• Lack of focus
  • Loss of appetite
  • Mild depression
  • Mood swings
  • Nausea
  • Restlessness
  • Sleep disorders
  • Sweating
  • Weight loss

If you or anyone you love is currently struggling with a marijuana addiction, there are available resources to help you. Feel free to give us a call. Our hotline operators are ready to talk with you about medical treatment options.

Marijuana Treatment

Luckily, there are options available for marijuana treatment. It works a bit differently compared to other drugs considering the psychological implications of the addiction. Cannabis addiction treatment works in the following 5 steps.

1. Medical Assessment

When you enter a reputable rehabilitation facility, you’ll be given a medical assessment as a means of determining the best course of treatment for you. This usually includes drug tests, interviews, and a full medical and family history.

2. Detox

Not everyone who enters rehabilitation for marijuana treatment will required to go through detox. It can be helpful to certain individuals – especially those who chronically smoke or for those using other drugs in combination with weed – but it isn’t necessary for everyone. During detox, you’ll receive professional assistance in “weening” off the drug through monitoring of your health and aid in relieving certain symptoms.

3. Psychological Treatments

Talk therapy is the most important aspect of marijuana treatment. During rehab, you’ll learn how to get through day-to-day life without the use of cannabis. This is done through a change in thoughts, patterns, and beliefs. Once you identify your unique thought processes, counselors can help provide you with alternative ways of thinking and behaving without marijuana.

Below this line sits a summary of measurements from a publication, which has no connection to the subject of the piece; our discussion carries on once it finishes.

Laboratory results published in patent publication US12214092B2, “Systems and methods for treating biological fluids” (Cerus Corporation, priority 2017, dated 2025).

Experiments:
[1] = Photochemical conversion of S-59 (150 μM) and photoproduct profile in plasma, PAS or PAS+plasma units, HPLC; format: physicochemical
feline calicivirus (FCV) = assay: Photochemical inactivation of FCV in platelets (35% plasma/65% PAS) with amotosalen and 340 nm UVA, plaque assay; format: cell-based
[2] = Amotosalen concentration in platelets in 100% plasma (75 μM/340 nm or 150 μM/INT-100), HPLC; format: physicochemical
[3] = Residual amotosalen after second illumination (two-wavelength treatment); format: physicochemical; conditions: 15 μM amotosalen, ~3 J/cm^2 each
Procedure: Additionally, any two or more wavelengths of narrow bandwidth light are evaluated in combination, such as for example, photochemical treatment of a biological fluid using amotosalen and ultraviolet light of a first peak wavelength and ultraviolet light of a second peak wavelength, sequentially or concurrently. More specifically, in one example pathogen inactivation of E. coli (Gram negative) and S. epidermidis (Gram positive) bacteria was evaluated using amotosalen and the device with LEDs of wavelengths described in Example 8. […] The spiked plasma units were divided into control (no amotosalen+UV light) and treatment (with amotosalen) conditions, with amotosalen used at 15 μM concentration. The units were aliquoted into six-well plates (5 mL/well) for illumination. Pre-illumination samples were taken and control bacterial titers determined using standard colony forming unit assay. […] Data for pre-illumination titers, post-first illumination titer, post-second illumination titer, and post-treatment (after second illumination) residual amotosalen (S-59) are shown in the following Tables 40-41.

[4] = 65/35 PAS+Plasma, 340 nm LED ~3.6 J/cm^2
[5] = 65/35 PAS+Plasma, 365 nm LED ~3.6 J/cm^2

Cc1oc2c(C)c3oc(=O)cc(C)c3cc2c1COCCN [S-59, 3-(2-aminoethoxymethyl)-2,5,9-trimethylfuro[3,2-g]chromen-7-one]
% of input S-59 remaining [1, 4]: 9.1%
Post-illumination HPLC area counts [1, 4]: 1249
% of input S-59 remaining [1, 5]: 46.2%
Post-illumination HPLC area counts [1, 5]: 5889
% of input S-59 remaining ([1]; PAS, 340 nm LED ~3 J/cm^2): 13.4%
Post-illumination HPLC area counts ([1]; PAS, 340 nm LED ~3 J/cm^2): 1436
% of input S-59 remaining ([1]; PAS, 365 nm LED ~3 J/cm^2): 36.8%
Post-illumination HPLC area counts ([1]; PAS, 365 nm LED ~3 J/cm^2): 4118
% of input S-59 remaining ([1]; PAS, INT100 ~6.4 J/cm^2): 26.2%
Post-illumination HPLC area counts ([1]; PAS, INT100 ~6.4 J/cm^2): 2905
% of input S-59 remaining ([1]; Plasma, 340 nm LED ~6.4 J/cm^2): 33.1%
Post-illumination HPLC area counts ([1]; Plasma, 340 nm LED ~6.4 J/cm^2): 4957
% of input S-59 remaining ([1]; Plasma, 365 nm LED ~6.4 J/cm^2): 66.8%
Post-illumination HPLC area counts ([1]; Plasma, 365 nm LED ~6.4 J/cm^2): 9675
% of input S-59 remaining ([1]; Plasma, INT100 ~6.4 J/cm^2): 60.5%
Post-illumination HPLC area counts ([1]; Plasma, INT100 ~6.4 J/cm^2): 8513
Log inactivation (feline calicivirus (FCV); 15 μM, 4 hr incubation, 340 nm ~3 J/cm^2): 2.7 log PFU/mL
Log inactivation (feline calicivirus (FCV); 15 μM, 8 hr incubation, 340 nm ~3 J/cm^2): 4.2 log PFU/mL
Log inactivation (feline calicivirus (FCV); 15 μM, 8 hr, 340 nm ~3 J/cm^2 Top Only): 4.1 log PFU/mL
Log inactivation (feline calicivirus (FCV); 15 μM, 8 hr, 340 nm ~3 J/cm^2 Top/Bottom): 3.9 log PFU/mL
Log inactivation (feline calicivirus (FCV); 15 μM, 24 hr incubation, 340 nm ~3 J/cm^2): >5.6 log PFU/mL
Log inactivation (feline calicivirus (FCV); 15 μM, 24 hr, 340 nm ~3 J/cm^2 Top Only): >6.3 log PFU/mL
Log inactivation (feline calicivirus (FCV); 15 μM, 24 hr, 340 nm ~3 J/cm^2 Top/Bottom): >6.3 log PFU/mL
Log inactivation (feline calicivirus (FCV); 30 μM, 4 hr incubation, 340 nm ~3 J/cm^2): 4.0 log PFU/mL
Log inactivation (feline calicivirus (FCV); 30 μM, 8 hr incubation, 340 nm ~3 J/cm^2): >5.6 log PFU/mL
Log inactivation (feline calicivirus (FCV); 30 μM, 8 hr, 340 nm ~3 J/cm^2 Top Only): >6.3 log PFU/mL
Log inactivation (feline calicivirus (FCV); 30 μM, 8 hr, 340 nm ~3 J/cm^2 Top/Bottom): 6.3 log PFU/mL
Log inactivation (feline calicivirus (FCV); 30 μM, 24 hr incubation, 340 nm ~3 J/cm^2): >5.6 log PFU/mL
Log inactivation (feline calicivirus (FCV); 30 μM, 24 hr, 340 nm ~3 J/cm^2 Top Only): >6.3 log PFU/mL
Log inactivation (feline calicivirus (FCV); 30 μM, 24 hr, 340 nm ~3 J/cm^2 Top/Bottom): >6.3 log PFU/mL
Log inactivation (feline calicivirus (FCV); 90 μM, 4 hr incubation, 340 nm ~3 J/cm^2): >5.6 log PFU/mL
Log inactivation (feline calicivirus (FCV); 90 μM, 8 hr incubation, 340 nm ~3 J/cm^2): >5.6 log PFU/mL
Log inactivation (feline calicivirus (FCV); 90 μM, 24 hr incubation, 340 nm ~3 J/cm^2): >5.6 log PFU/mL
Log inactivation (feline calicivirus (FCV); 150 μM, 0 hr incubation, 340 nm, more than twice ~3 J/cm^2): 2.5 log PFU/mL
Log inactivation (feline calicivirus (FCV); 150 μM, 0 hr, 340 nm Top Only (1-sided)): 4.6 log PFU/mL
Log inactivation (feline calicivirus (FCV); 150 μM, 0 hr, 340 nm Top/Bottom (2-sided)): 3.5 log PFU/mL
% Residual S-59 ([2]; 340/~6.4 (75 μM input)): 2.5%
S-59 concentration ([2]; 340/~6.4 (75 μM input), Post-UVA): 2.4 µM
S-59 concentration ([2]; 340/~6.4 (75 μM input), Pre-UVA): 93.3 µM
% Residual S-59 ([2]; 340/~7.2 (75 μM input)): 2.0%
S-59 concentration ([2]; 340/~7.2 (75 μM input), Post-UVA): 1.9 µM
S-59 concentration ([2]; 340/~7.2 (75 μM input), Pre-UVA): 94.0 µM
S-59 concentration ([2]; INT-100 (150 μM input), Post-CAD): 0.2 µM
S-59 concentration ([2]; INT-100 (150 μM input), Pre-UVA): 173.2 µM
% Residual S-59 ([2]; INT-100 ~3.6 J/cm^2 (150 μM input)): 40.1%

4. Educational Sessions

After or during psychological treatment, you’ll be enrolled in educational sessions which teach you about addiction. This is vital as those who are addicted tend to not be aware as to how addiction affects them.

5. Supportive Services

Within reputable treatment facilities, supportive services are offered. These include vocational training, housing assistance, financial assistance, legal assistance, and medical assistance. Just as with detox, not everyone will need this part of treatment. However, it’s there for those who can benefit from it.

Your Questions

Still have questions?

Wondering if you need to quit?

If you have further questions about marijuana laws or marijuana addiction treatment, we invite you to ask them below. If you have any further insight or advice for people, we’d also love to hear from you. We try to reply to each comment in a prompt and personal manner.

Reference Sources:[1] NPR: California law would expunge many marijuana related crimes
[2] Cannabis Regulations in California State
[3] DUI penalties for California
[4] SHRM: Can CA Employers Still Test for Marijuana?
[5] NIDA: What are Marijuana’s Long Term Effects on the Brain?
About the author
Lee Weber is a published author, medical writer, and woman in long-term recovery from addiction. Her latest book, The Definitive Guide to Addiction Interventions is set to reach university bookstores in early 2019.